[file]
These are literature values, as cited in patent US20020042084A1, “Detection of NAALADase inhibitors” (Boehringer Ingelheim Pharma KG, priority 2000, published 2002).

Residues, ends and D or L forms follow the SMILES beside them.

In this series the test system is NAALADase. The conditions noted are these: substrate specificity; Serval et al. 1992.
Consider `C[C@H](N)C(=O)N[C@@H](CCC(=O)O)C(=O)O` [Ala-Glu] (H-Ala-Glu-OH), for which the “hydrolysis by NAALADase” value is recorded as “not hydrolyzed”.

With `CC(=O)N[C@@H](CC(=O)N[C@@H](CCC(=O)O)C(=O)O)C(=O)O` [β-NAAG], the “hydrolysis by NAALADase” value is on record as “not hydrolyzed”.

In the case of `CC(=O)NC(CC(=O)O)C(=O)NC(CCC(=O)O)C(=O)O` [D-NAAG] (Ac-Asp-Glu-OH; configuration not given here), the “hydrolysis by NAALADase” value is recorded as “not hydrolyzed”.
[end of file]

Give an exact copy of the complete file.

These are literature values, as cited in patent US20020042084A1, “Detection of NAALADase inhibitors” (Boehringer Ingelheim Pharma KG, priority 2000, published 2002).

Residues, ends and D or L forms follow the SMILES beside them.

In this series the test system is NAALADase. The conditions noted are these: substrate specificity; Serval et al. 1992.
Consider `C[C@H](N)C(=O)N[C@@H](CCC(=O)O)C(=O)O` [Ala-Glu] (H-Ala-Glu-OH), for which the “hydrolysis by NAALADase” value is recorded as “not hydrolyzed”.

With `CC(=O)N[C@@H](CC(=O)N[C@@H](CCC(=O)O)C(=O)O)C(=O)O` [β-NAAG], the “hydrolysis by NAALADase” value is on record as “not hydrolyzed”.

In the case of `CC(=O)NC(CC(=O)O)C(=O)NC(CCC(=O)O)C(=O)O` [D-NAAG] (Ac-Asp-Glu-OH; configuration not given here), the “hydrolysis by NAALADase” value is recorded as “not hydrolyzed”.